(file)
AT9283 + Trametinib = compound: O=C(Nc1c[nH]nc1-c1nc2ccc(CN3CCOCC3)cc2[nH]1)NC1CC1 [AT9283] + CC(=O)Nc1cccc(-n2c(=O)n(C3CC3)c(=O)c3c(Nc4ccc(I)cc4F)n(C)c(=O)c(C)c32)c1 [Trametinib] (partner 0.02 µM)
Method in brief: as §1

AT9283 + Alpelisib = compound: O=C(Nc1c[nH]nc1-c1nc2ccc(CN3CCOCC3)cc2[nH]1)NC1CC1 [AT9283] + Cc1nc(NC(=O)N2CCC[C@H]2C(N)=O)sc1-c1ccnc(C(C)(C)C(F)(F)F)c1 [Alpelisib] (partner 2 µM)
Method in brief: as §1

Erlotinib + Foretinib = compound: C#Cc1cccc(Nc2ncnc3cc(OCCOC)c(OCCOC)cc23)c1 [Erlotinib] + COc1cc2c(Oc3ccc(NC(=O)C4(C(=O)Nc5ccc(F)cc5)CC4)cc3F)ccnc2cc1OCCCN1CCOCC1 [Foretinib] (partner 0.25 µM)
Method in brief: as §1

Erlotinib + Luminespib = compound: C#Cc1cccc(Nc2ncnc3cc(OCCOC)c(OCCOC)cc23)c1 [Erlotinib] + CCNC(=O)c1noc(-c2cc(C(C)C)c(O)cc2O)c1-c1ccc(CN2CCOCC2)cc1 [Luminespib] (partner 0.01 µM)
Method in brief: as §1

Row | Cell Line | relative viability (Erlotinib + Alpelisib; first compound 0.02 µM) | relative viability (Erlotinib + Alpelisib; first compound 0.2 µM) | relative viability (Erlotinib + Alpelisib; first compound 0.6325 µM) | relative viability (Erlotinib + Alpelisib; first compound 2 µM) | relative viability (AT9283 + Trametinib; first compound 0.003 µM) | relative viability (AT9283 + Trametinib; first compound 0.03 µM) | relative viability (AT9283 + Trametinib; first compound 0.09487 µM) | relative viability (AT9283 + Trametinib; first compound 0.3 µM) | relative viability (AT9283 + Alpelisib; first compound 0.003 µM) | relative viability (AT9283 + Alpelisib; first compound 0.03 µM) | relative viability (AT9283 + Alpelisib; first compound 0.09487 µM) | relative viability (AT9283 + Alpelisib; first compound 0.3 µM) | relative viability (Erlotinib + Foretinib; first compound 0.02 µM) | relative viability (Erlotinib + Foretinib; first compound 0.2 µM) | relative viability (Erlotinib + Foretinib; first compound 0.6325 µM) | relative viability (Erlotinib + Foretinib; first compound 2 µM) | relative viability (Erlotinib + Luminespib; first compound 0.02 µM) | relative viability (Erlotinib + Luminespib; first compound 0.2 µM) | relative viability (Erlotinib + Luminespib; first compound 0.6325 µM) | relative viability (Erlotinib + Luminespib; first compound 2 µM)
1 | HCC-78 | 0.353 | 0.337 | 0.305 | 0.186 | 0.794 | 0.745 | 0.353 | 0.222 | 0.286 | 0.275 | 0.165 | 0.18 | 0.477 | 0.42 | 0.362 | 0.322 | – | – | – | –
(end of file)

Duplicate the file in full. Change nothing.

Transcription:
AT9283 + Trametinib = compound: O=C(Nc1c[nH]nc1-c1nc2ccc(CN3CCOCC3)cc2[nH]1)NC1CC1 [AT9283] + CC(=O)Nc1cccc(-n2c(=O)n(C3CC3)c(=O)c3c(Nc4ccc(I)cc4F)n(C)c(=O)c(C)c32)c1 [Trametinib] (partner 0.02 µM)
Method in brief: as §1

AT9283 + Alpelisib = compound: O=C(Nc1c[nH]nc1-c1nc2ccc(CN3CCOCC3)cc2[nH]1)NC1CC1 [AT9283] + Cc1nc(NC(=O)N2CCC[C@H]2C(N)=O)sc1-c1ccnc(C(C)(C)C(F)(F)F)c1 [Alpelisib] (partner 2 µM)
Method in brief: as §1

Erlotinib + Foretinib = compound: C#Cc1cccc(Nc2ncnc3cc(OCCOC)c(OCCOC)cc23)c1 [Erlotinib] + COc1cc2c(Oc3ccc(NC(=O)C4(C(=O)Nc5ccc(F)cc5)CC4)cc3F)ccnc2cc1OCCCN1CCOCC1 [Foretinib] (partner 0.25 µM)
Method in brief: as §1

Erlotinib + Luminespib = compound: C#Cc1cccc(Nc2ncnc3cc(OCCOC)c(OCCOC)cc23)c1 [Erlotinib] + CCNC(=O)c1noc(-c2cc(C(C)C)c(O)cc2O)c1-c1ccc(CN2CCOCC2)cc1 [Luminespib] (partner 0.01 µM)
Method in brief: as §1

Row | Cell Line | relative viability (Erlotinib + Alpelisib; first compound 0.02 µM) | relative viability (Erlotinib + Alpelisib; first compound 0.2 µM) | relative viability (Erlotinib + Alpelisib; first compound 0.6325 µM) | relative viability (Erlotinib + Alpelisib; first compound 2 µM) | relative viability (AT9283 + Trametinib; first compound 0.003 µM) | relative viability (AT9283 + Trametinib; first compound 0.03 µM) | relative viability (AT9283 + Trametinib; first compound 0.09487 µM) | relative viability (AT9283 + Trametinib; first compound 0.3 µM) | relative viability (AT9283 + Alpelisib; first compound 0.003 µM) | relative viability (AT9283 + Alpelisib; first compound 0.03 µM) | relative viability (AT9283 + Alpelisib; first compound 0.09487 µM) | relative viability (AT9283 + Alpelisib; first compound 0.3 µM) | relative viability (Erlotinib + Foretinib; first compound 0.02 µM) | relative viability (Erlotinib + Foretinib; first compound 0.2 µM) | relative viability (Erlotinib + Foretinib; first compound 0.6325 µM) | relative viability (Erlotinib + Foretinib; first compound 2 µM) | relative viability (Erlotinib + Luminespib; first compound 0.02 µM) | relative viability (Erlotinib + Luminespib; first compound 0.2 µM) | relative viability (Erlotinib + Luminespib; first compound 0.6325 µM) | relative viability (Erlotinib + Luminespib; first compound 2 µM)
1 | HCC-78 | 0.353 | 0.337 | 0.305 | 0.186 | 0.794 | 0.745 | 0.353 | 0.222 | 0.286 | 0.275 | 0.165 | 0.18 | 0.477 | 0.42 | 0.362 | 0.322 | – | – | – | –